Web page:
Concern mounts among Arab rights groups over revocations of citizenship

Interior Minister Arye Deri said he hoped stripping former MK Azmi Bishara’s citizenship would help deter future spies.

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August 14, 2017 00:38
4 minute read.
Azmi Bishara

Former Balad MK Azmi Bishara. (photo credit: TWITTER)

Arab legislators and rights groups are concerned that Interior Minister Arye Deri’s expressed desire to strip the citizenship of fugitive former MK Azmi Bishara will lead to further revocations of the citizenship of Israeli Arabs.

They also point with concern to a Haifa District Court ruling last week that stripped the citizenship of Alaa Ziad, a resident of Umm el-Fahm, who was sentenced to 25 years in prison for four attempted murders after carrying out a car ramming and stabbing attack in October 2015.

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The ruling marked the first time an Israeli court stripped anyone of citizenship, based on a 2008 amendment to the citizenship law that specifies “breach of loyalty,” which includes the carrying out of a terror attack, as cause for cancellation of citizenship. The Association for Civil Rights in Israel and the Arab legal rights group Adalah are appealing the case to the Supreme Court.

Deri was recently quoted by Channel 2 as saying that he hoped stripping Bishara’s citizenship would help deter future spies. He also welcomed the Ziad verdict, saying he was hoping for a similar ruling in the case of Muhammad Mafarje, a Taybeh resident who carried out a 2012 attack in Tel Aviv.

Bishara fled the country in 2007 while being investigated for allegedly providing information to Hezbollah during the Second Lebanon War. He moved to Qatar and has said he will not return to Israel because he would not receive a fair trial here. In a letter to Attorney-General Avichai Mandelblit last month, Deri asked for a legal opinion on whether or not he had the authority to revoke Bishara’s citizenship.

MK Aida Touma-Sliman (Joint List) said the move against Bishara “is a kind of introduction to others. They are starting with Azmi Bishara, but you also saw the decision of taking the citizenship of those involved in terrorist attacks. Maybe later on it will be for expressing a position and idea that the Israeli establishment will call threatening to the security of the state. They might expand it to a situation in which even freedom of expression can be a threat in their opinion."

“We are beginning a new era in which the right wing has passed the line of a right wing and moved into being a threatening power, not only against democracy in its liberal meaning but also against essential citizen rights,” she said.

Meanwhile, Likud MK Anat Berko said stripping Bishara of his citizenship was long overdue and called for “more massive use” of cancellation of citizenship, adding that there are tens of cases in which it should be carried out.

“Whoever acts against the state that is good to them has no reason to remain an Israeli citizen,” she said. “You have to cancel the citizenship of those who join up with the enemies of Israel. There is no reason to give up on this, just nullify it.”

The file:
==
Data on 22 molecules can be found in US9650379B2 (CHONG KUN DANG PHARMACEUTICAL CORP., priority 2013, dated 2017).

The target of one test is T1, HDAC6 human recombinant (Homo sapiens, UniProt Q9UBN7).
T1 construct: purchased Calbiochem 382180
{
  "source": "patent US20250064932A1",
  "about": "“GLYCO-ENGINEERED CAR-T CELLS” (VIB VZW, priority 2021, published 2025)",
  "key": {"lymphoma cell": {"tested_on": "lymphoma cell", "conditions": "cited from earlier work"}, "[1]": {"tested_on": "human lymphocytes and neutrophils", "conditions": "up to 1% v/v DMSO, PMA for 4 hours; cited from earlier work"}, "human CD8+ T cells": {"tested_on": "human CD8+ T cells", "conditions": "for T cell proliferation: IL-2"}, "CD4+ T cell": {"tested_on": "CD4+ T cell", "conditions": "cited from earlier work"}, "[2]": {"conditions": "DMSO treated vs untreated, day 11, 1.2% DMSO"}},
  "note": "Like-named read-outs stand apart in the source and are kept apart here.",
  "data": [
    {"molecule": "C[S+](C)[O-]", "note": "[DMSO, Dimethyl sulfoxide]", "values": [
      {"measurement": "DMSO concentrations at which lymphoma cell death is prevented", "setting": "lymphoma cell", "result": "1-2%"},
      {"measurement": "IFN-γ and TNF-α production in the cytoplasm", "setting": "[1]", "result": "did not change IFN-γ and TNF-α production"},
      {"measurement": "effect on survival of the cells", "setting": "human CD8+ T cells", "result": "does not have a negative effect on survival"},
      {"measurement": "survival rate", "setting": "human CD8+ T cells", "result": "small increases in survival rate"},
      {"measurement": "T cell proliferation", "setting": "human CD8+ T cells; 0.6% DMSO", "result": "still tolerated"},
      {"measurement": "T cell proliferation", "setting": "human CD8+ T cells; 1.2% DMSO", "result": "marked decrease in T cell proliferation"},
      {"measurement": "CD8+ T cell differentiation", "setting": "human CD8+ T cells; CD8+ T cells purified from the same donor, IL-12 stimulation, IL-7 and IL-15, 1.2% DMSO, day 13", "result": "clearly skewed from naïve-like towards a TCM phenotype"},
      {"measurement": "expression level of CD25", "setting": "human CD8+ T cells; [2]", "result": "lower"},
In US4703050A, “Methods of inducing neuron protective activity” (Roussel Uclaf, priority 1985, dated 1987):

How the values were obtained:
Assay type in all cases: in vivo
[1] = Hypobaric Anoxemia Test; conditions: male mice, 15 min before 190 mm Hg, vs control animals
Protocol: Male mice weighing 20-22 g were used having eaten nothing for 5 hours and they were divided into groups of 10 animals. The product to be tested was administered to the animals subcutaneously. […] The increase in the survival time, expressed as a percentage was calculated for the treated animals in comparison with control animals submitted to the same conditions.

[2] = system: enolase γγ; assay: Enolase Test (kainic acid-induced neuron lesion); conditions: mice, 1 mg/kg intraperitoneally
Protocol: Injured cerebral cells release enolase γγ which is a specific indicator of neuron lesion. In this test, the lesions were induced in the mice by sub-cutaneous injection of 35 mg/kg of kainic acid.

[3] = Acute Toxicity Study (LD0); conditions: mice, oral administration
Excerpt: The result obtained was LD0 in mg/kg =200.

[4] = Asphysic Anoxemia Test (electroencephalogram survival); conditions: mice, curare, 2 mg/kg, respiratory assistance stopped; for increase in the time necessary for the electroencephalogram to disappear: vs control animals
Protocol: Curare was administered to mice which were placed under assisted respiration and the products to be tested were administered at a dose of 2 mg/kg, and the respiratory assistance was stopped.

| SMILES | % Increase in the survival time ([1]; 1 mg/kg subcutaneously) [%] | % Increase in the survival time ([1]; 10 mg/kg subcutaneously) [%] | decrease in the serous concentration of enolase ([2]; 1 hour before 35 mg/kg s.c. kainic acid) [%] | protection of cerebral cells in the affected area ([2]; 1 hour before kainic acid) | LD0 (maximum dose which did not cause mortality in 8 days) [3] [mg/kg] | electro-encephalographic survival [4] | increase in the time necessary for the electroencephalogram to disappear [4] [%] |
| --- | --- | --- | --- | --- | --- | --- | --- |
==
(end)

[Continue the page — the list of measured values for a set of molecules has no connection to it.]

Israeli Arabs who travel abroad to join ISIS should lose their citizenship not only as a deterrent but also because they pose “a threat to public safety,” she added.

Regarding Bishara, she said that “there is no reason not to cancel his citizenship. This is a person who helped terror organizations, lives in Qatar and is unwilling to be tried and who continues with his political subversion from Qatar."

“He won’t come back here, but canceling his citizenship has declarative meaning. It’s a deterrent statement to those who would follow in his footsteps,” she said.

Berko said it is fitting that only Arabs and not Jews have their citizenship stripped because “Jewish Israelis don’t need to be deterred. All of them came out against the despicable murder of [16-year-old Muhammad] Abu Khdeir [in 2014 by Jewish zealots]. Attacks and murder in most cases are done by Arabs and if they are done by Jews they are rejected.”

Adalah attorney Sawsan Zaher said that the Supreme Court rejected a 1996 petition to have the citizenship of Yitzhak Rabin’s assassin, Yigal Amir, revoked on the grounds that he had already been punished in the criminal proceedings.

The same should hold true for Ziad, she said.

Of Bishara possibly losing his citizenship, she added: “It’s clear this is a revenge issue. He hasn’t been convicted or indicted. There is only suspicion. It’s clear it’s only to gain political profit in a climate where stripping Palestinian citizens of their rights has heroic connotations."

“We are very concerned about a dangerous slippery slope that we have seen of late,” said Zaher, adding that there are four or five other cases where the attorney-general has already provided consent to requests by Deri to revoke citizenship. “We won’t be surprised if the number rises.”

Deri’s spokesman could not be reached for comment at press time.


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